Strength training is critical for the over-40s and yo-yo dieters
MyFitness personal trainer Kristjan Koik says that because our bones become weaker and our muscle mass declines as we age, regular strength training is particularly important for the over-40s – and can even boost muscle in people up to the age of 100.
“If you divide training into two groups – cardiovascular and strength training – they prompt different adaptations at the cellular level,” Koik explains.
He says that strength training should be favoured by those who are constantly battling their weight and testing new diets. “People who’ve tried every diet out there have probably lost a considerable amount of muscle mass, and every time the latest diet comes to an end and they put on weight again, more of it will be fat and less of it will be muscle,” he warns.
Up to 50% of muscle mass can be lost as we age
“I definitely recommend strength training to older people, since we lose muscle mass and our bones weaken as our age increases,” Koik adds. “By the time you reach your 80s you can have lost as much as 50% of your muscles. Studies have shown that people in their 70s, 80s, 90s and even those older than 100 can regain muscle through strength training. Age is no barrier!”
According to the personal trainer, the benefits of strength training are many and varied. In addition to preventing our bones from weakening and our bodies from losing both muscle and overall strength, such training can increase joint movement and flexibility, improve balance and coordination, combat stress and anxiety, promote cognitive ability, boost confidence, increase strength and speed and improve quality of life overall.
Lower risks of diabetes and terminal cancer
Koik says that strength training also lowers the risk of diabetes, coronary disease and cancer and helps to reduce the likelihood of falls, broken bones and accidents leading to people becoming invalids. It has also been proven that strength training contributes to speeding up the metabolism and reducing the amount of fat and the levels of triglycerides, general cholesterol and LDL cholesterol in the body while increasing the amount of useful HDL cholesterol.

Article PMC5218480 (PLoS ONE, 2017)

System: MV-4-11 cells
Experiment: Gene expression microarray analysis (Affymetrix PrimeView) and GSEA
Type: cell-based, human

A study conducted among 32,000 adult men showed that those who did more than 150 minutes of strength training a week had a 34% lower risk of contracting diabetes. It has been found that doing strength training a couple of times a week also reduces the risk of dying from cancer by 34%.
Where to start
“Strength training leads to improvements in lots of health indicators, especially if you combine it with the optimal aerobic load and healthy eating,” Koik advises. “I recommend it to everyone, but in particular those who are overweight, who have too little muscle mass and whose strength leaves something to be desired.”
The expert says that the easiest first step is to call or e-mail a person trainer and agree on a time to meet so as to get important advice on how to work out properly. “If you go to the gym consistently and actually know what you’re doing while you’re there, results are just a question of time,” he says. “Going about it the right way will leave you feeling great and give your health a big boost as well.”
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